Why Advocacy Matters to me - Sam Burn
With an ever-growing number of people accessing advocacy services, we’re asking members of the Cloverleaf team to share their views, thoughts and experiences on advocacy and why #advocacymatters
How did you become involved in advocacy? Please tell us a little about your role at Cloverleaf...
I started at Cloverleaf in January 2023. I had never really had much experience with advocacy before; however, I had worked a lot with individuals with learning disabilities, which I absolutely loved. The role I am currently working in is a self-advocacy group leader position, which involves supporting adults with learning disabilities to speak up for their rights and working with professionals around the UK on advocacy projects. The work is really rewarding and the self-advocates I work with are fantastic.
Can you share three reasons why advocacy matters most to you?
The self-advocacy group all agree that advocacy means that everyone can get their voice heard, having a learning disability doesn't hold you back from achieving your goals, and having someone to listen, help, and support you stops you from feeling alone.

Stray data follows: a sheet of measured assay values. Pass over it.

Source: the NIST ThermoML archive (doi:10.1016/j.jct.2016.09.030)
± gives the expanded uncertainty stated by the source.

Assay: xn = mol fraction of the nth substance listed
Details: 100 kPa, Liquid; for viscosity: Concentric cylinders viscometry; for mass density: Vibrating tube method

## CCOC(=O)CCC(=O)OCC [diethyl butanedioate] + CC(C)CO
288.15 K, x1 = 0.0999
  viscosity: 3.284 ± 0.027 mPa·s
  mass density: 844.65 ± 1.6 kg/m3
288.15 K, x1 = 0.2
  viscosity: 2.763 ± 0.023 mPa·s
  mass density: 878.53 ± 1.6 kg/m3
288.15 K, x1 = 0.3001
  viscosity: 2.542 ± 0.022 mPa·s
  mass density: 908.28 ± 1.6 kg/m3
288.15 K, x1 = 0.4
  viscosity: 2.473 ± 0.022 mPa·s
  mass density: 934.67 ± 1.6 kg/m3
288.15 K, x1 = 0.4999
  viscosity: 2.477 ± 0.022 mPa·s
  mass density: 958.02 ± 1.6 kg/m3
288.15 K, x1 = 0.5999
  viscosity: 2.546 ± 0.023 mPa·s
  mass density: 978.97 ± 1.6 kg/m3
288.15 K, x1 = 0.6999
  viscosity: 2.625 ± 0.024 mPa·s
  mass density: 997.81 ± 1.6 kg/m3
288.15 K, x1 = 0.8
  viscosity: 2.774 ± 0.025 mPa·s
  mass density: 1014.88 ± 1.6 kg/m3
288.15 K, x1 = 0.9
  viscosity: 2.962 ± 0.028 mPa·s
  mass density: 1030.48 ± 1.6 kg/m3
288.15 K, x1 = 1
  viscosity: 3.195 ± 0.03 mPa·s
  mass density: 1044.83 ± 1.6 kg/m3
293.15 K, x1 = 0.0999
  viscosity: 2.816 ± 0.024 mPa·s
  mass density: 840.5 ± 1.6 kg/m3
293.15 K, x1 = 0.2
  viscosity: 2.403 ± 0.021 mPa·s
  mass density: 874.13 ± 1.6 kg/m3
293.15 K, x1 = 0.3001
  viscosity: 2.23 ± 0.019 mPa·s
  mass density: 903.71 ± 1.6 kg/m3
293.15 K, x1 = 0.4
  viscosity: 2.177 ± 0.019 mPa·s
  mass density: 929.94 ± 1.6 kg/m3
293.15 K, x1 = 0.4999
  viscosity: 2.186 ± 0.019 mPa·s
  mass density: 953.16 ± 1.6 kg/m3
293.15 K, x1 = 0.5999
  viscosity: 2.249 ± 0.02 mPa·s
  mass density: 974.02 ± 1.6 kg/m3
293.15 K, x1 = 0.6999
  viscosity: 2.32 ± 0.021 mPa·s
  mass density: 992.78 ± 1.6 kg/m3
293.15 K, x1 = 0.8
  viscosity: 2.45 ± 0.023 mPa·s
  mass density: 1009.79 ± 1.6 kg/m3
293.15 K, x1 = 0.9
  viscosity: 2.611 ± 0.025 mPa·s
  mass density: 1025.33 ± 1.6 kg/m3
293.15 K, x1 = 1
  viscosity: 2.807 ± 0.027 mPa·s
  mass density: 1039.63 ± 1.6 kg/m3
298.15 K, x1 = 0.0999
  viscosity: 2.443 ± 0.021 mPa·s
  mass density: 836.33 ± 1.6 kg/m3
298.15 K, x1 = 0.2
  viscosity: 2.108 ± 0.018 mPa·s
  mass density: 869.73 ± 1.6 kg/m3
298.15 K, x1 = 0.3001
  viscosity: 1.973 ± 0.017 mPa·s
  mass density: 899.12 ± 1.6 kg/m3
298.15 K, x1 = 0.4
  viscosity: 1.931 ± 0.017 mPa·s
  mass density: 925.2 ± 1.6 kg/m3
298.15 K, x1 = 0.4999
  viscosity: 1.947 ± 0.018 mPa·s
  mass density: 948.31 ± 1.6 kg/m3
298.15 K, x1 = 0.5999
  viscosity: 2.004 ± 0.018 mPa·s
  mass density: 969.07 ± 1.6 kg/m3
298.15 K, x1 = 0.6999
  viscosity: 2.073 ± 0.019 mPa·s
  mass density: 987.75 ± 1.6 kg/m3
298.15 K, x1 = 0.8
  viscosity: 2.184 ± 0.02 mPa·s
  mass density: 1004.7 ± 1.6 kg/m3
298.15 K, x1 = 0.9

What do you think are the most important attributes required to become a good advocate?
Definitely a good listener and taking an interest in the situation. Also, actively trying to help the individual rather than just lending an ear. Establishing good connections in the community is beneficial, as strong partnership working is essential in order to get the best help for an individual. Additionally, being an empathetic and kind person is a bonus!
What one thing would you most like people to know about advocacy?
There may be a lot of jargon and procedures that might confuse you at first, but if you are interested in advocacy, you will easily pick it up (and take that from someone who only started in January!). If you enjoy the role and are passionate about making a change in people's lives, then that is the most important thing.
In your opinion, what are the biggest challenges that the sector is currently facing?
We are fortunate at self-advocacy in that we have a lot of admiration and support from inside and outside of the group. Possibly our biggest challenge is getting the word out that there is a self-advocacy group available for adults with learning disabilities, as there are plenty of individuals who don't know about the group and might want to join. We are gradually raising membership so hopefully this is the turning point in our network!
If you could share one tip on how people can learn to self-advocate what would it be?
Believe in yourself. Know your views are valid and that people want to listen to you. Your suggestions are great and will be a valued asset to the community.
Complete the sentence – in 10 years’ time I would like the advocacy sector to... have wider exposure and be at the forefront of adult health services.